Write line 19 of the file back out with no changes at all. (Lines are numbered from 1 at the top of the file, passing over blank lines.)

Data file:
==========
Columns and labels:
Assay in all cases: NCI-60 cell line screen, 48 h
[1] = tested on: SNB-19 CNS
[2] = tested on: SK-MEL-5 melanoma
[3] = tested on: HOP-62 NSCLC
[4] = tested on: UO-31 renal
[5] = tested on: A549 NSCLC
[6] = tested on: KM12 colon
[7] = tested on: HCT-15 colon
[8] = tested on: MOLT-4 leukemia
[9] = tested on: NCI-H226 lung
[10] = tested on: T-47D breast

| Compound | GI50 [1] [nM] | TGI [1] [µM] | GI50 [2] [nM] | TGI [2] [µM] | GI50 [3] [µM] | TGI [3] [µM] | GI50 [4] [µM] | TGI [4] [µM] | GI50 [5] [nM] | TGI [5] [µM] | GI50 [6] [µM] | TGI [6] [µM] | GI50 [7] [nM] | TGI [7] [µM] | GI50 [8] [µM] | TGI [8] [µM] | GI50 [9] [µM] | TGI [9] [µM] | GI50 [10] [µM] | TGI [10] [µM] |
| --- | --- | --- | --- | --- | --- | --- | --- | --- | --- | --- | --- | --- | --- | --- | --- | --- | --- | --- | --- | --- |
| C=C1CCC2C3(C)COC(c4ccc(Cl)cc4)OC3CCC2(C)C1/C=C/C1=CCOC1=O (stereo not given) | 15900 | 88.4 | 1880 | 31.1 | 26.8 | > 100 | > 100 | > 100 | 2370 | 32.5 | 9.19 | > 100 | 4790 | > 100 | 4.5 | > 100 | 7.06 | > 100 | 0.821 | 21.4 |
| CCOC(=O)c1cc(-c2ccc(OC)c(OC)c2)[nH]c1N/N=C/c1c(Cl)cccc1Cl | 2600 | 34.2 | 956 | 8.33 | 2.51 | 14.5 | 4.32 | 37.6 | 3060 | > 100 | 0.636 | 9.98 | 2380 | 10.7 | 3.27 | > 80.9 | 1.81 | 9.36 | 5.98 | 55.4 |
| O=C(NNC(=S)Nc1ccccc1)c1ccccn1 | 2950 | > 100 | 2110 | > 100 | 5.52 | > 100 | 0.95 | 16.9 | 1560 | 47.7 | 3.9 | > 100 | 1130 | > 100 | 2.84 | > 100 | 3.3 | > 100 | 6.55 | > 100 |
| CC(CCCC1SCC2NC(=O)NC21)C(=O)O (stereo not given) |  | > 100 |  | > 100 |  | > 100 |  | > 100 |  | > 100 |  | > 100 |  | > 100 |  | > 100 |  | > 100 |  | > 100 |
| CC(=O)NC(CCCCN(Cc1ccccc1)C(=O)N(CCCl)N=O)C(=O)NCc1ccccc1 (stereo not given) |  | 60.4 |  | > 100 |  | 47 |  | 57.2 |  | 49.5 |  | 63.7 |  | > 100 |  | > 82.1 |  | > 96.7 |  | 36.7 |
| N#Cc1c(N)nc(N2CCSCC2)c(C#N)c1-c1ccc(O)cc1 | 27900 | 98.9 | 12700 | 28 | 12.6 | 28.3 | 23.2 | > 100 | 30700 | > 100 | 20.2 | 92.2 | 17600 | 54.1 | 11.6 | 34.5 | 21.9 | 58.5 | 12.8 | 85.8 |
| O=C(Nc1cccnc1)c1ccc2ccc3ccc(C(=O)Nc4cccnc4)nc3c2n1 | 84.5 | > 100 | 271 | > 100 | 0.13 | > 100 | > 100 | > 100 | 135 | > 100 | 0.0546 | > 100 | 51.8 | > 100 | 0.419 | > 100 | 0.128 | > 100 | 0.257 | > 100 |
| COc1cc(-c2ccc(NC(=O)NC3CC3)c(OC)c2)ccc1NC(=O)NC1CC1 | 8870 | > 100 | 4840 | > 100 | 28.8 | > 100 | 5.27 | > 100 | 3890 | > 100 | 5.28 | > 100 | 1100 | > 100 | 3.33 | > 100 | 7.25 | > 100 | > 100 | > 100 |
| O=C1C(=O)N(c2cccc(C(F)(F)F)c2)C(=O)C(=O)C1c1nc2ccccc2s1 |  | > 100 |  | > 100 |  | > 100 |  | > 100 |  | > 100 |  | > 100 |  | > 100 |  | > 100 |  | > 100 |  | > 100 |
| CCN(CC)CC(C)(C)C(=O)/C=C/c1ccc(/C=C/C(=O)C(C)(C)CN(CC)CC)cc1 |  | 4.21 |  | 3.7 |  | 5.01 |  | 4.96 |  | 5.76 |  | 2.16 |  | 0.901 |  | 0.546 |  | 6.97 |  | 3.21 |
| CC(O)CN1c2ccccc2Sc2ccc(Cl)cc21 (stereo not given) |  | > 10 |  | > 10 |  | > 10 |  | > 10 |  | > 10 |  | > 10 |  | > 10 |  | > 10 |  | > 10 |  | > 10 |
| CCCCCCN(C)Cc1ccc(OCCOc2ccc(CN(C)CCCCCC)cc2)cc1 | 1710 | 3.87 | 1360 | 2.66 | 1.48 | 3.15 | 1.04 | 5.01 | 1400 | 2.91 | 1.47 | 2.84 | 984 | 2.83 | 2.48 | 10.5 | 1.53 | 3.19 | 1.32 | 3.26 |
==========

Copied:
| CC(=O)NC(CCCCN(Cc1ccccc1)C(=O)N(CCCl)N=O)C(=O)NCc1ccccc1 (stereo not given) |  | 60.4 |  | > 100 |  | 47 |  | 57.2 |  | 49.5 |  | 63.7 |  | > 100 |  | > 82.1 |  | > 96.7 |  | 36.7 |